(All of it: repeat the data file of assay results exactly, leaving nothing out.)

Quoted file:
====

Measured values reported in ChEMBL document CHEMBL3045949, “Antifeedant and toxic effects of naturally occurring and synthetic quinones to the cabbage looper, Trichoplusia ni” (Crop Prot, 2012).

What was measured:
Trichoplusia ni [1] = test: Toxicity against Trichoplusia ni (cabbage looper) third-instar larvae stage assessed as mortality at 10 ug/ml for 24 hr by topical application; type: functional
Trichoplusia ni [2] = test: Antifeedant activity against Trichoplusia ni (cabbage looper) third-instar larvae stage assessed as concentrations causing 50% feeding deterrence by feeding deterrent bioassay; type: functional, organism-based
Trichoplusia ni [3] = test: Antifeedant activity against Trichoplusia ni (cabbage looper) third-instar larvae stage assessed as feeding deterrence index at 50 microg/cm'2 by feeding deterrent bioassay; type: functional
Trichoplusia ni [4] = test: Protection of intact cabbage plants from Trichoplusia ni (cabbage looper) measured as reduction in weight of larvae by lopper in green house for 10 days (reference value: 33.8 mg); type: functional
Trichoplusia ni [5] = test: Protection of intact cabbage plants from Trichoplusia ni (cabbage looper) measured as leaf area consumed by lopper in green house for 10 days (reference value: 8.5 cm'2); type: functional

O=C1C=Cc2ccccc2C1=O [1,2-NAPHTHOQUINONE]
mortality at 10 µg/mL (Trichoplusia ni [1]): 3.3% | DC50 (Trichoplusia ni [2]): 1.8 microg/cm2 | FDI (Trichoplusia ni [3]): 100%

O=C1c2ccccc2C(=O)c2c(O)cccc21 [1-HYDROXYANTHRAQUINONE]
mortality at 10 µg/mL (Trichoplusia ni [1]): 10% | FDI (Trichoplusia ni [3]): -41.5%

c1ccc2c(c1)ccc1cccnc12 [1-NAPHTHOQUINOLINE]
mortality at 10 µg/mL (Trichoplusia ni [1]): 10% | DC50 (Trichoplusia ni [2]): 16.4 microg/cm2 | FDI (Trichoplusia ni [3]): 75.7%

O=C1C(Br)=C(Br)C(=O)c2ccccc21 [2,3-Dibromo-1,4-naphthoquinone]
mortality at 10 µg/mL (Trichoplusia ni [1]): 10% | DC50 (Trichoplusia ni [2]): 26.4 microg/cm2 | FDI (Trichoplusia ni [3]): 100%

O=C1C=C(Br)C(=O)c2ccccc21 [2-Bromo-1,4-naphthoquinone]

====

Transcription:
Measured values reported in ChEMBL document CHEMBL3045949, “Antifeedant and toxic effects of naturally occurring and synthetic quinones to the cabbage looper, Trichoplusia ni” (Crop Prot, 2012).

What was measured:
Trichoplusia ni [1] = test: Toxicity against Trichoplusia ni (cabbage looper) third-instar larvae stage assessed as mortality at 10 ug/ml for 24 hr by topical application; type: functional
Trichoplusia ni [2] = test: Antifeedant activity against Trichoplusia ni (cabbage looper) third-instar larvae stage assessed as concentrations causing 50% feeding deterrence by feeding deterrent bioassay; type: functional, organism-based
Trichoplusia ni [3] = test: Antifeedant activity against Trichoplusia ni (cabbage looper) third-instar larvae stage assessed as feeding deterrence index at 50 microg/cm'2 by feeding deterrent bioassay; type: functional
Trichoplusia ni [4] = test: Protection of intact cabbage plants from Trichoplusia ni (cabbage looper) measured as reduction in weight of larvae by lopper in green house for 10 days (reference value: 33.8 mg); type: functional
Trichoplusia ni [5] = test: Protection of intact cabbage plants from Trichoplusia ni (cabbage looper) measured as leaf area consumed by lopper in green house for 10 days (reference value: 8.5 cm'2); type: functional

O=C1C=Cc2ccccc2C1=O [1,2-NAPHTHOQUINONE]
mortality at 10 µg/mL (Trichoplusia ni [1]): 3.3% | DC50 (Trichoplusia ni [2]): 1.8 microg/cm2 | FDI (Trichoplusia ni [3]): 100%

O=C1c2ccccc2C(=O)c2c(O)cccc21 [1-HYDROXYANTHRAQUINONE]
mortality at 10 µg/mL (Trichoplusia ni [1]): 10% | FDI (Trichoplusia ni [3]): -41.5%

c1ccc2c(c1)ccc1cccnc12 [1-NAPHTHOQUINOLINE]
mortality at 10 µg/mL (Trichoplusia ni [1]): 10% | DC50 (Trichoplusia ni [2]): 16.4 microg/cm2 | FDI (Trichoplusia ni [3]): 75.7%

O=C1C(Br)=C(Br)C(=O)c2ccccc21 [2,3-Dibromo-1,4-naphthoquinone]
mortality at 10 µg/mL (Trichoplusia ni [1]): 10% | DC50 (Trichoplusia ni [2]): 26.4 microg/cm2 | FDI (Trichoplusia ni [3]): 100%

O=C1C=C(Br)C(=O)c2ccccc21 [2-Bromo-1,4-naphthoquinone]